“Three and a half miles away doesn’t mean the same in New York as it does if you live in Dallas,” Mr. Slutskin said, adding that he and his wife couch-surfed, stayed in a hotel and rented an apartment for one month before finding a longer-term sublet in Brooklyn.
Jeff Schneider, president of the Gotham Brokerage Company in Manhattan, said many people take out only basic coverage to comply with their co-op or condo board’s requirements. They also underestimate the costs incurred in a house fire or don’t read their policies carefully. For instance, most policies have separate buckets of coverage for living expenses, structural repairs and personal property, with different corresponding amounts.
“It may be worth it to spend a little more on insurance, so if something nasty happens it doesn’t mess you up financially,” Mr. Schneider said. “Especially if your apartment is an investment. It’s always more expensive and more time-consuming than you think it’s going to be.”
Ms. Maroney and her family didn’t return to their house for a year and a half, in an odyssey that saw them living in a rental with mold problems and defending themselves against their insurer’s complaints that the process was taking too long. They might have rebuilt sooner, Ms. Maroney said, but she waited until she received a substantial remittance before hiring the architect. By then, Hurricane Sandy had hit, she said, and “all the construction companies jacked up their prices.”
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The rebuilding process was further complicated by the limitations of her policy, which covered only putting the house back to the way it was before the fire. It turns out that the family hadn’t much liked the way it was. “We had a cute old Cape, but it was cut up in a weird way,” Ms. Maroney said. “It was very outdated. We wanted to do it better.”
A number of expenses, from installing large windows that overlook the Long Island Sound and a third bedroom to part of the contractors’ fees, they paid themselves. “When we get a new home and insurance, I’ll get a plan that goes above and beyond being able to put it back the way it was,” Ms. Maroney said. “But you don’t think of these things.”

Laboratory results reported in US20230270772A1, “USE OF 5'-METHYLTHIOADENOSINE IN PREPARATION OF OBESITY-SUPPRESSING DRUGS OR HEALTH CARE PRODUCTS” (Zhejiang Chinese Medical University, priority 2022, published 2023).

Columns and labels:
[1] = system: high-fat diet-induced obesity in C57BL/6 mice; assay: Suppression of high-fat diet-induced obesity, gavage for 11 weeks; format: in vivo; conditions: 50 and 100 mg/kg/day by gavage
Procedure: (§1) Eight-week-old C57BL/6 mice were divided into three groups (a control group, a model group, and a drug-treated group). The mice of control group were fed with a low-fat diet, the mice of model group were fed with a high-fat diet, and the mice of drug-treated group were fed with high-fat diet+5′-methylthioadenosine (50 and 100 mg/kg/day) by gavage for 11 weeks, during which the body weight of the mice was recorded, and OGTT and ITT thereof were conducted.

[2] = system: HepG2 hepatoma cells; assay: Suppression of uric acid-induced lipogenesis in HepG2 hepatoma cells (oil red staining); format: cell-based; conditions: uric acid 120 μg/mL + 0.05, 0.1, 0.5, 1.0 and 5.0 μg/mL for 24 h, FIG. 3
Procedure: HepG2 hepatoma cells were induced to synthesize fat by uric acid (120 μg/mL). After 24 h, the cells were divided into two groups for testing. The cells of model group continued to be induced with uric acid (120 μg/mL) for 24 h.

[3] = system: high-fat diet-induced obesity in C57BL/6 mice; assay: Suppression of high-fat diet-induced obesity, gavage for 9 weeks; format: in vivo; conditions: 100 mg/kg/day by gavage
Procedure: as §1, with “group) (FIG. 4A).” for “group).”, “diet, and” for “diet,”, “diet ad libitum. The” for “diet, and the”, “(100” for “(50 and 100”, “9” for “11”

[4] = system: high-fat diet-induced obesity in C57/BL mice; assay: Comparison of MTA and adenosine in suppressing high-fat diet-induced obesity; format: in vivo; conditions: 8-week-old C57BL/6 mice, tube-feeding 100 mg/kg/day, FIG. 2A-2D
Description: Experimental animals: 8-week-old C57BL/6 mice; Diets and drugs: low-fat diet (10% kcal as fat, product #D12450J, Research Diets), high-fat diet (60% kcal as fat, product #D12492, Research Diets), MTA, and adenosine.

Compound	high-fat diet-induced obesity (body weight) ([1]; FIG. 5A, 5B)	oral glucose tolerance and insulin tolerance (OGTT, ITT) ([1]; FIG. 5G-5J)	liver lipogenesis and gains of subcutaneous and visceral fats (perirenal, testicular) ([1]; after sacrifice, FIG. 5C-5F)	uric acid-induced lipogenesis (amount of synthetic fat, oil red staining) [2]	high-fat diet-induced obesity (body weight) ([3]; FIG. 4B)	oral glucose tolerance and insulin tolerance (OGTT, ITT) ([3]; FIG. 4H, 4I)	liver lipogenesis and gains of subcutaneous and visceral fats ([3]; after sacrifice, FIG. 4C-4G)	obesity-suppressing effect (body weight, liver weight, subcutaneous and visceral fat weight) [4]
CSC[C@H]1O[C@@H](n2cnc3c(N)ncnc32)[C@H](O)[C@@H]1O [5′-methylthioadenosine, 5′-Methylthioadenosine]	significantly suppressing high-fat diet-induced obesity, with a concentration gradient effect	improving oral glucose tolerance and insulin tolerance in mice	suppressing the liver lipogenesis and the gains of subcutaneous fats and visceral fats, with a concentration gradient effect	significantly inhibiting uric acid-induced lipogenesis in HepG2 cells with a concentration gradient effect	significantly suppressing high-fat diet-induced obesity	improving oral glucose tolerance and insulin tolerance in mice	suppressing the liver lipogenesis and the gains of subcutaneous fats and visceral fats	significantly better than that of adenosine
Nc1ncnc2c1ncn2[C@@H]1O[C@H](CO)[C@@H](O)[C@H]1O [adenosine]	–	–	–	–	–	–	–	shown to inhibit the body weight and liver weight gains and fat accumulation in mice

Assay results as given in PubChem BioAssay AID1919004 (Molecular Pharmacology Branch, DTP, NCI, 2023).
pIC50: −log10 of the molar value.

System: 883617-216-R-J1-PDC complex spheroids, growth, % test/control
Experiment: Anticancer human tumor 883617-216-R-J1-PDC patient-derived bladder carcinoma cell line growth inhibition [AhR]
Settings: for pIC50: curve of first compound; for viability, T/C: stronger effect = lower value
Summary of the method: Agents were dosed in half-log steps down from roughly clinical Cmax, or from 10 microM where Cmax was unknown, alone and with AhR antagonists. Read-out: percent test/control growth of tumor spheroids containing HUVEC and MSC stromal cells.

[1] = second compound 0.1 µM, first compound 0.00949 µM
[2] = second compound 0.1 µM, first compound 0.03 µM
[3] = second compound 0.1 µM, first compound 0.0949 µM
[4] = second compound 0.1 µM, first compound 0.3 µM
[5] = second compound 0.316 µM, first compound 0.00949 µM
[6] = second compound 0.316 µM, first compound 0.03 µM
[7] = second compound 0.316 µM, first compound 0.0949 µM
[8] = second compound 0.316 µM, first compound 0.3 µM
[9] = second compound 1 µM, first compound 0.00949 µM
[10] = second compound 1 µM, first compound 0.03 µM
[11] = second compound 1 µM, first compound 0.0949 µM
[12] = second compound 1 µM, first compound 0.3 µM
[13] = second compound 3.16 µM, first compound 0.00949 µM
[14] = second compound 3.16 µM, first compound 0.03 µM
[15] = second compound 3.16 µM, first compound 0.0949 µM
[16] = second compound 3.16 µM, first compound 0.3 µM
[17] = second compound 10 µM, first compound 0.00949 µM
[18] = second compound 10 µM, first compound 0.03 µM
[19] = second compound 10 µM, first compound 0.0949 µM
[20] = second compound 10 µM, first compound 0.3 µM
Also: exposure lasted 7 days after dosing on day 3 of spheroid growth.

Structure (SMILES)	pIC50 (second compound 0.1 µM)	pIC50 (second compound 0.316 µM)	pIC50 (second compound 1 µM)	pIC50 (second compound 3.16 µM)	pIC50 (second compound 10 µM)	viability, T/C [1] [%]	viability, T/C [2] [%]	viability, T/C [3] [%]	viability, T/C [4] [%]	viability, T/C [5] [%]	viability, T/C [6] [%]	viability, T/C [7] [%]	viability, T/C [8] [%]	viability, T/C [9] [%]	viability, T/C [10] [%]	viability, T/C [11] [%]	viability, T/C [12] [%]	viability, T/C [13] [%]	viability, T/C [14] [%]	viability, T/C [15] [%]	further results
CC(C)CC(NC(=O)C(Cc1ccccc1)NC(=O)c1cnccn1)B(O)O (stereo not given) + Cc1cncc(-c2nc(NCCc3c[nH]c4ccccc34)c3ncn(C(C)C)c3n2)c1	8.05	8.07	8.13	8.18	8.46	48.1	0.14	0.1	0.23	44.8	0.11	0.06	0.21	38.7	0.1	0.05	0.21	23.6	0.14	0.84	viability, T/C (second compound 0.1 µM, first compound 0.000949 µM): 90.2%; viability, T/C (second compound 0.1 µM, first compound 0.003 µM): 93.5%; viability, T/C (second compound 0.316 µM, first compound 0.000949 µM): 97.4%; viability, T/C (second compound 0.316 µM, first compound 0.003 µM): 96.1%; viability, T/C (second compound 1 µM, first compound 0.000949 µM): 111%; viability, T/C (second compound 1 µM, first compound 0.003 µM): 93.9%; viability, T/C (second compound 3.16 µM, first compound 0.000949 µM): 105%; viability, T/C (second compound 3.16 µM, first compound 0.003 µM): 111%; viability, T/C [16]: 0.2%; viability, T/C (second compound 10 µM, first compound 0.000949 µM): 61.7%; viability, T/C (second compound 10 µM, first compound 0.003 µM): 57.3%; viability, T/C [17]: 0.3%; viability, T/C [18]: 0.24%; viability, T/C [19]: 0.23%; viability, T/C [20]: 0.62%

As for Mr. Slutskin, his rebuilding efforts involved not only his apartment but the other 11 units in the building, and the building itself, which dates to the 1890s. Rebuilding each affected unit in a cost-effective, code-appropriate and timely fashion, he said, is like assembling a “giant million-dollar jigsaw puzzle.”
In a cruel irony, he and his wife had just completed a gut renovation of their master bedroom and bathroom a week before the fire. Much of that upgrade wasn’t sufficiently covered by their insurance policy; to return the home to the way it was is impossible. For starters, Mr. Slutskin’s kitchen cabinets aren’t produced anymore. And all of the original prewar details were lost.
“For us, there are small changes,” Mr. Slutskin said. “Like the entire living room is gone, so why don’t we move that closet?”
He hopes to be back home this spring. Until then, he said, he is still navigating what he called the “sprawling, intimidating, overwhelming” process that grew from a spark.
Balm After The Blaze
A house fire always comes as a painful shock and rebuilding is never easy. But there are a few things you can do to make the process smoother and save time and money.
Be Properly Insured
Basic coverage can be obtained from about $250 a year in New York City, with broader coverage and higher limits starting at about $450 to $500 a year, said Jeff Schneider, president of the Gotham Brokerage Company in Manhattan. Renters’ insurance, which covers fire damage, is also widely available for $100 to $150 a year for a basic policy.
Be sure to set up the coverage buckets in ways that best fit your needs. Is $150,000 for personal possessions necessary, or is a higher amount better suited to structural and living expenses, otherwise known as loss of use?
Buy a Fireproof Box
When his fire was contained, Jeremy Slutskin had 20 minutes to go through his apartment and take whatever he needed. “You come out with a ball of yarn, a corkscrew and one shoe,” he said. “You just choke.” In retrospect, he said, he wishes he had been the kind of overprepared person who sets aside a metal box containing his deed and $500 in cash in case of fire.
Make sure you hire a reputable insurance adjuster and remediation company. They can help guide you through the complicated post-fire process. To do it all yourself is like taking on another job, said Jennifer Maroney, whose Bronx home caught fire three years ago. “My husband and I both work and we have three kids,” she said. “Those adjusters are like project managers: They are experienced in dealing with insurance companies and third parties, and can push back.”
Document Your Belongings
Don’t worry if it seems silly to walk around your house and take photos of what’s inside. It will come in handy after a fire. “When stuff is really destroyed, we find it’s very useful to have 20 or 30 digital photos stored online,” Mr. Schneider said. “If you can establish ownership, it expedites the claims process.”
A version of this article appears in print on January 8, 2015, on page D1 of the New York edition with the headline: Learn, Baby, Learn.